The too-expensive deluxe version, which this isn’t, adds two of the most righteous songs, including one about a rendezvous with God; neither version omits the weakest cut, “Cathouse Blues,” an arched cat back before the kitten falls back asleep. She’s arch, lyrically (“I guess you could say she’s just an unapproachable comedienne”), so don’t read the lyrics until you’ve spun the disc several times.
Track after track (either configuration) she steals feeling out from under confessional. Or extrudes it through confessional. Some of the lyrics sound fatally like her diary with the names and even suggestive initials snipped — how did she end up with one of the most amazing albums of the year? Singing, phrasing. Of course, the mostly star backing band doesn’t hurt, sending guitars to boil and bubble around her waxing plaintive. Lady Antebellum (a plural, I had to look them up) join at the end of “Blue Water,” dropping dark ink into a pool of languid satisfaction.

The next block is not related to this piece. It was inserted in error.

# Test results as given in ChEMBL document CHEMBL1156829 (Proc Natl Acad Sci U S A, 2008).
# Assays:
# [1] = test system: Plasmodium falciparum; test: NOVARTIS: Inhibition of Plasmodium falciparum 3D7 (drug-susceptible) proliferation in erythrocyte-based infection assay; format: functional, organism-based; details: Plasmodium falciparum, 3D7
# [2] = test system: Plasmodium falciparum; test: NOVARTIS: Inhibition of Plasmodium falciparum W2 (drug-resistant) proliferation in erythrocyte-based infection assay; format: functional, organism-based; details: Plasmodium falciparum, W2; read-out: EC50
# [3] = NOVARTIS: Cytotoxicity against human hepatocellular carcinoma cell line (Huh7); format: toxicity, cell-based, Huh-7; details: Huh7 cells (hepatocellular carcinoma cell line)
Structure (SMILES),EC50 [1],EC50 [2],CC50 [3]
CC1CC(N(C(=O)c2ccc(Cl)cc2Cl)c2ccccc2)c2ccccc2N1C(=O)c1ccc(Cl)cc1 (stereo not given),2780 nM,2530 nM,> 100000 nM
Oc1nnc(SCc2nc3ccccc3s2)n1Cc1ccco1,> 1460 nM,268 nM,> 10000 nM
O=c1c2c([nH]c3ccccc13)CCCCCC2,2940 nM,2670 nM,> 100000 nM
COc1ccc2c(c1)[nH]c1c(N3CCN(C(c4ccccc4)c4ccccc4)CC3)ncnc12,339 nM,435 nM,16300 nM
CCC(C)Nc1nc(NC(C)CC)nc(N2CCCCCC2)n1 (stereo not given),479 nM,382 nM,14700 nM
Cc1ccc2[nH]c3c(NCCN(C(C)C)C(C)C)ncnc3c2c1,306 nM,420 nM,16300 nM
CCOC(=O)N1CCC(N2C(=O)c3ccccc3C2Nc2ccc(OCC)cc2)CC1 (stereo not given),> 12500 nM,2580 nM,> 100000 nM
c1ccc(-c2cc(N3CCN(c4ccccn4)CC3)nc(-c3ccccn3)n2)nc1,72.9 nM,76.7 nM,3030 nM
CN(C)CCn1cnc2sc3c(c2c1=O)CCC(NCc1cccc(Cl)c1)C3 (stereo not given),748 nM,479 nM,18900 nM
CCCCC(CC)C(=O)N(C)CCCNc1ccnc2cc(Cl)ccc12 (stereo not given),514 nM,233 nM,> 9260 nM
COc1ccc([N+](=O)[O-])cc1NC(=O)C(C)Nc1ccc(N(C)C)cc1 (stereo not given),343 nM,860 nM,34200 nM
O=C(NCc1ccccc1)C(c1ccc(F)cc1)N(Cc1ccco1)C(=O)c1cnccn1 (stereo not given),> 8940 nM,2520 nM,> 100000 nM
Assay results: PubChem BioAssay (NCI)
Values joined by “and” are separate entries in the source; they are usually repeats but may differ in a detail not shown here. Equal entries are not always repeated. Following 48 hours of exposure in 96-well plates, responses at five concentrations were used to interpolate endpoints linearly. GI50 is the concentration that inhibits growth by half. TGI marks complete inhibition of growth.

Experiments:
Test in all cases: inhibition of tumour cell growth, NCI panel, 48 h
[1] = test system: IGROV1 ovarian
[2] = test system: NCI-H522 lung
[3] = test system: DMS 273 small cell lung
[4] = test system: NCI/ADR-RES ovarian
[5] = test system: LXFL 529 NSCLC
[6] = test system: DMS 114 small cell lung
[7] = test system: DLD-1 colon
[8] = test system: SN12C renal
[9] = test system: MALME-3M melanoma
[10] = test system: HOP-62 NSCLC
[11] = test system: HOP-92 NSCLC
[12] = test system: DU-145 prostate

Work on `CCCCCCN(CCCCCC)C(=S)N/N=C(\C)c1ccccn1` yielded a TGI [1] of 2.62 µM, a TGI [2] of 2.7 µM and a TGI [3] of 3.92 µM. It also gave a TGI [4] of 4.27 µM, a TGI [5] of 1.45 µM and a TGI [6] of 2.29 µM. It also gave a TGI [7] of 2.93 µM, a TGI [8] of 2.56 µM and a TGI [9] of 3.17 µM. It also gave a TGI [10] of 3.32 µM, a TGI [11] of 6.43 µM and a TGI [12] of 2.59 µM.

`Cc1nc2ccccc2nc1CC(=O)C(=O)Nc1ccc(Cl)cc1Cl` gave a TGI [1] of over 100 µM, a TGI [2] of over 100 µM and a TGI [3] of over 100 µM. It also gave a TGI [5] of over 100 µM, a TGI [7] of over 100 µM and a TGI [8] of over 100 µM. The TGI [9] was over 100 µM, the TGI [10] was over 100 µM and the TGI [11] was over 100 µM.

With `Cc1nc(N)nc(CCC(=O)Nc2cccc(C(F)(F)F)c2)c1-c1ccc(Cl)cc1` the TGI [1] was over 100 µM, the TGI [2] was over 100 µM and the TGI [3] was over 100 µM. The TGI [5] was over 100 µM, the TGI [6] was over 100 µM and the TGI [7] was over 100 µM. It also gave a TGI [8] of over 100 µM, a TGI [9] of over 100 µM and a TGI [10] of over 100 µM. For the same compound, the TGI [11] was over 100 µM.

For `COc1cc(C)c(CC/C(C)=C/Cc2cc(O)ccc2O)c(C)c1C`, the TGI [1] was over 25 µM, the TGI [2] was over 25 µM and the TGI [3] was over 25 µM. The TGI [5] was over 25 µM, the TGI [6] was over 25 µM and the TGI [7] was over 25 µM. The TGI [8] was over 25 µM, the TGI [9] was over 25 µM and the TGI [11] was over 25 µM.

“Hard Advice” conflates somebody she once knew, Biblically, with someone telling her to stay away from even thinking about that person. On the page, the two fold into each other; on the record, she works an emotional through-line, growing more resolved, and less pliable, by the verse/chorus. The Carpenters’ “Superstar” comes to mind except unlike that song’s protagonist, Nicks (presumably her own protagonist) is famous, too — and even more importantly, she doesn’t get stuck. She has to reject the outside world for a while. But even through all her “don’t”’s, you know she’ll be back.
- Album: 24 Karat Gold: Songs from the Vault
- Artist: Stevie Nicks
- Label: Reprise
- Songs: (1) Starshine (2) The Dealer (3) Mabel Normand (4) Blue Water (5) Cathouse Blues (6) 24 Karat Gold (7) Hard Advice (8) Lady (9) I Don’t Care (10) All The Beautiful Worlds (11) Belle Fleur (12) If You Were My Love (13) Carousel (14) She Loves Him Still